People should themselves all.the.time.
People I don’t know want to hurt me, shut me up, take me out with the trash. People I don’t know have threatened my business.People I don’t know came after my daughter. People I don’t know have posted in print that through theater I am promoting child pornography and children are not safe. Spread the word. YOUR CHILDREN ARE NOT SAFE! People I don’t know, know too little about just enough. People I don’t know, know just enough to incite violence. Where I live now has tested the quality of where I call home. It has been a long time coming and my heart can not take it anymore. I have never lived anywhere that broke my heart until I lived here. This place where I live. I watch as people take and and take and take, hurting the most vulnerable and fracturing the quality of community. It has become a sport with hate and ignorance as the fuel for winning. Whatever winning means in a small town.
You liberal CUNT.
SUCK A BAG OF DICKS.
I AM COMING FOR YOU.
YOU THINK YOU GOT EXPENSIVE PUSSY.
GO BACK TO THE CITY.
TAKE OUT THE TRASH!
IMMA HANDLE THIS THE PATRIOTIC WAY.
YOU AND YOUR DAUGHTER ARE THE REASON why…….
the reason why your husband did what he did.
did what he did……
My husband committed suicide 7 years ago.
This was posted by an individual who is listed as an active member of a town board. He also has his own business. He specifically tagged my daughter in his comment. So she would be sure to see it. I don’t know him
YOU POKED THE BEAR.
Granted, I have been called a cunt before.My brother uttered that word. Second oldest in the line.We were gathered in a southeastern North Carolina courtroom where me and my other two brothers( third and fourth in the line) had to prove to a judge my dying mother needed to be protected from said cunt calling brother. Right there in front of the judge and attorneys.
YOU FUCKING CUNT!, he said. She’s a cunt, he said to the judge.
Sticks and stones.
I have also been called the butchers daughter.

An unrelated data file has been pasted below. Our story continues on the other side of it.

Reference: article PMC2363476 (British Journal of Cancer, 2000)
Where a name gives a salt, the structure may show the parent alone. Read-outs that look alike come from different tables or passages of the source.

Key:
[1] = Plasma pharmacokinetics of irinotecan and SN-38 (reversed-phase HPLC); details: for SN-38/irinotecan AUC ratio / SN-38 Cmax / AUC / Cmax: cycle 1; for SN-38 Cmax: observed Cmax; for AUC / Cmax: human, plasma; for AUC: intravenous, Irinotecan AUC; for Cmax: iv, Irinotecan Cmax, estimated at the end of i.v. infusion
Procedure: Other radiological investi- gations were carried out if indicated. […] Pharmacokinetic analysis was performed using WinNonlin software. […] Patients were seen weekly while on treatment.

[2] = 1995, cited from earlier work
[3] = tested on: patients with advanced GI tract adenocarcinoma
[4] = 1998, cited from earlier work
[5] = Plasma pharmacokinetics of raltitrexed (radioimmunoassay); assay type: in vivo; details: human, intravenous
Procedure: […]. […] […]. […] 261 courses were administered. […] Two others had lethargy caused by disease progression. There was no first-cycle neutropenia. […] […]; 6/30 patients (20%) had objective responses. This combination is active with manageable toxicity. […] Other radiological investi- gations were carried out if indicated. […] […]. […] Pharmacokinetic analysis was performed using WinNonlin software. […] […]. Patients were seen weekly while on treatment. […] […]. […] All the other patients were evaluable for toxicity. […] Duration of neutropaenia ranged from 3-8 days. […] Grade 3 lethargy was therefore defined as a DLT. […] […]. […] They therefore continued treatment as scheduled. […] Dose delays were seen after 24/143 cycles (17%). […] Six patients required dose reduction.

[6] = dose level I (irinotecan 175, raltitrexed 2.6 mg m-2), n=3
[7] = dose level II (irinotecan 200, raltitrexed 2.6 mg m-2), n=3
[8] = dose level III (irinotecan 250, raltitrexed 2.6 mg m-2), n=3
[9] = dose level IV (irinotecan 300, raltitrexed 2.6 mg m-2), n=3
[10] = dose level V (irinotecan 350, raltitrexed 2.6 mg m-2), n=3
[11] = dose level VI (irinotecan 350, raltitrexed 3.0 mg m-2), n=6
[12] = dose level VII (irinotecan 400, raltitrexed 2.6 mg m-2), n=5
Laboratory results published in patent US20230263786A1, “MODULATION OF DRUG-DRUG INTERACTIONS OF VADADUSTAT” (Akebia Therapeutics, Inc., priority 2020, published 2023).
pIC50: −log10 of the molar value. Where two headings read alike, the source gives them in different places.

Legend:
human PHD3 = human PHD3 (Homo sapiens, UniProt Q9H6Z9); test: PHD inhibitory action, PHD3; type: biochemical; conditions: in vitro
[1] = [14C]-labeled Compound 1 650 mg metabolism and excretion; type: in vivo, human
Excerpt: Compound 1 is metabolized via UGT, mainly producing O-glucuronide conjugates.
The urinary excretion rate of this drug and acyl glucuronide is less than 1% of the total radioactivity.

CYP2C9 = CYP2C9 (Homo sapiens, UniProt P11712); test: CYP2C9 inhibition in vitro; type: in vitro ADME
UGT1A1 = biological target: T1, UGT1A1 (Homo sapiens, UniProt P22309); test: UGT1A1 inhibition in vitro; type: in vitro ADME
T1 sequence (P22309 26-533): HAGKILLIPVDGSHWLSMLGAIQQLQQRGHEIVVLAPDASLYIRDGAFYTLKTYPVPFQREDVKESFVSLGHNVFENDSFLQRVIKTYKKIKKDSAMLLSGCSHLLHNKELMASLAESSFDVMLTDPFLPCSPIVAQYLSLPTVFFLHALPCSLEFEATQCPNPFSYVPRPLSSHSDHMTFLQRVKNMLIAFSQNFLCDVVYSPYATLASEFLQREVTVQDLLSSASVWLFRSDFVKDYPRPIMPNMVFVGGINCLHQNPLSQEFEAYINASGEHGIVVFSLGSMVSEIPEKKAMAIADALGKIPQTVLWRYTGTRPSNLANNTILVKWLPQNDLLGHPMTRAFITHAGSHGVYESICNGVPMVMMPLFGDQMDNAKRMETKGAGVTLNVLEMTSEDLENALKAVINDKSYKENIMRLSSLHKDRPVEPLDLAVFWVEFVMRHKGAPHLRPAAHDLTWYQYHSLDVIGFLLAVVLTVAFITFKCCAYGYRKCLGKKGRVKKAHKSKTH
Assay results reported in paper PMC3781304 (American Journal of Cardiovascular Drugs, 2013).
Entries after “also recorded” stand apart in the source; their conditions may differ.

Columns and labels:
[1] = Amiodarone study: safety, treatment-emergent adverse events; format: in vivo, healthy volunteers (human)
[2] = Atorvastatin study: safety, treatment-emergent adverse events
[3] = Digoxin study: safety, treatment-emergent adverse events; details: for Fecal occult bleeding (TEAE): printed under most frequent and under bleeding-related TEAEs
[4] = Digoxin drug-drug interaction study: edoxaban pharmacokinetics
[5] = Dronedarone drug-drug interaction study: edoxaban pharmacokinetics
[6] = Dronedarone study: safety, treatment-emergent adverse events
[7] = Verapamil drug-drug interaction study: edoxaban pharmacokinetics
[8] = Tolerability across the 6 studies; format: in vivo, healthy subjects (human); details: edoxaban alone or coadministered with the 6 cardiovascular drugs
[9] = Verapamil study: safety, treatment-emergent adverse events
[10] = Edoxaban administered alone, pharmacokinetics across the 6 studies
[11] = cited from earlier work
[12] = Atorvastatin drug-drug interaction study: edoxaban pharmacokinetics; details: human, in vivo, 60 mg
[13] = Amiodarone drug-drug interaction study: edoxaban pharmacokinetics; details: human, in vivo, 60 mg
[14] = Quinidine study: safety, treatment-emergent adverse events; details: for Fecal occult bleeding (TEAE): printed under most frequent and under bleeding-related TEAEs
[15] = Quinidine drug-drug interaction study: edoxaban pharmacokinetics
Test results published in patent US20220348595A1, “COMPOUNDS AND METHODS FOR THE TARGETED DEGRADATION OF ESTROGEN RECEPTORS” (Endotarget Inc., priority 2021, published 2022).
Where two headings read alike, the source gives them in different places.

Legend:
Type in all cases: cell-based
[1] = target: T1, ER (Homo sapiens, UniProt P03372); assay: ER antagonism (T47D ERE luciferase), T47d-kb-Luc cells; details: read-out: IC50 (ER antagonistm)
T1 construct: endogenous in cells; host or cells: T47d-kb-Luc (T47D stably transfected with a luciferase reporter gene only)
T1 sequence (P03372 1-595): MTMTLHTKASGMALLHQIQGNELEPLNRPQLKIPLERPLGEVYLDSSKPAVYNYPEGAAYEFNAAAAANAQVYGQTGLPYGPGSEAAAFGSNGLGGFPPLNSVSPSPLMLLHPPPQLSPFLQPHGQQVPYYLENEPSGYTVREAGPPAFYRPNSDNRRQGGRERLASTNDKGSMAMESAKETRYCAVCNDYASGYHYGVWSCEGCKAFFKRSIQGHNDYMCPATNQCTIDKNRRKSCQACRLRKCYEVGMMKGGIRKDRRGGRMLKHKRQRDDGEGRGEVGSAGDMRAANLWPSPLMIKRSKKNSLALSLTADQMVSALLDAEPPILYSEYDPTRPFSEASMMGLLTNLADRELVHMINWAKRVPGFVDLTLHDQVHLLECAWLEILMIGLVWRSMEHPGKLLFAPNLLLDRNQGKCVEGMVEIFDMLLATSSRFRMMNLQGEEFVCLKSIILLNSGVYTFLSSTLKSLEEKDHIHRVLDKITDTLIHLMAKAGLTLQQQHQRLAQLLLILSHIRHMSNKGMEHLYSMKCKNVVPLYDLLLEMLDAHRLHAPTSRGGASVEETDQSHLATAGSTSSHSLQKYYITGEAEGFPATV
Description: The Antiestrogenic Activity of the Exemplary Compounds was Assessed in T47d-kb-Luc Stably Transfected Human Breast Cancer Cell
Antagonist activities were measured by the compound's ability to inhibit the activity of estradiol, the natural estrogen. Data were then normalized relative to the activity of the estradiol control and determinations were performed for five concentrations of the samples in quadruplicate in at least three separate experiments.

I was a sophomore in high school.
The Butchers Daughter: a label given to me by a local Pastor in the town where I lived, who raped his own daughter, got her pregnant and wanted my father to help. My father, who at the time owned a women’s health care clinic providing safe and legal abortions in addition to a wide scope of women’s health care services. The Pastor whispered to my father while standing in the back doorway, that he needed to fix a problem. The Pastor had gotten himself into a bit of a pickle. The Pastor knocked on the back door of the clinic and wanted his problem fixed. As soon as possible. There were already rumors in the congregation, he said. So in a hushed southern whisper, so God would not hear, the Pastor, with his daughter by his side, made an appointment to fix the problem. The following Friday after his problem was fixed he was picketing the clinic along with other pro-lifers.Screaming hell fire with a dead whateveritwas in a mason jar. Jesus SAVES! Jesus TAKES AWAY! Shake that mason jar. That same Christmas the Pastor and other pro-lifers were picketing our home.One rather large man was dressed as Santa, screaming about abortion and threatening to kill my father. Light the candles and kill the doctor. Shake that mason jar with whateveritwas inside. They would scream at me as I pulled into the driveway.
A week later, his daughter, younger that I, and no longer pregnant, threw a beer in my face at an outdoor party after some Friday night sports event. Must have been basketball.I was still in my cheerleading outfit and a bunch of us were standing around a fire pit. All of a sudden someone was running towards me screaming, holding a red solo cup.Then it was freezing cold beer.Slap dead center in my face. It stung. I did not know who this person was. I know you, she screamed. You’re the butchers daughter!!.